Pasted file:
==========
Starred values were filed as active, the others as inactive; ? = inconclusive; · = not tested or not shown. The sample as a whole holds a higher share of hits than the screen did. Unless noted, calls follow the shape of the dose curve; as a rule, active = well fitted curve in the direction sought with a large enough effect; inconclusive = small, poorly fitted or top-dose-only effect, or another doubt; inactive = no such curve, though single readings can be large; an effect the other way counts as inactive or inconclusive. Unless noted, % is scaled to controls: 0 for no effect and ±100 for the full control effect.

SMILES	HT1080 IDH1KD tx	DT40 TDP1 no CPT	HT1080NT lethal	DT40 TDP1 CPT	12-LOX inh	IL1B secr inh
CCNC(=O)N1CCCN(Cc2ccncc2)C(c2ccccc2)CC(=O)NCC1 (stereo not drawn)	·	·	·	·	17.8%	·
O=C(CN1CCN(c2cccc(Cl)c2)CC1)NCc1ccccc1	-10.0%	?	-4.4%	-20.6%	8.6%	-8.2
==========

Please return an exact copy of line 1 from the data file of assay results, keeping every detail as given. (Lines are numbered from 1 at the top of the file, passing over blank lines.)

Starred values were filed as active, the others as inactive; ? = inconclusive; · = not tested or not shown. The sample as a whole holds a higher share of hits than the screen did. Unless noted, calls follow the shape of the dose curve; as a rule, active = well fitted curve in the direction sought with a large enough effect; inconclusive = small, poorly fitted or top-dose-only effect, or another doubt; inactive = no such curve, though single readings can be large; an effect the other way counts as inactive or inconclusive. Unless noted, % is scaled to controls: 0 for no effect and ±100 for the full control effect.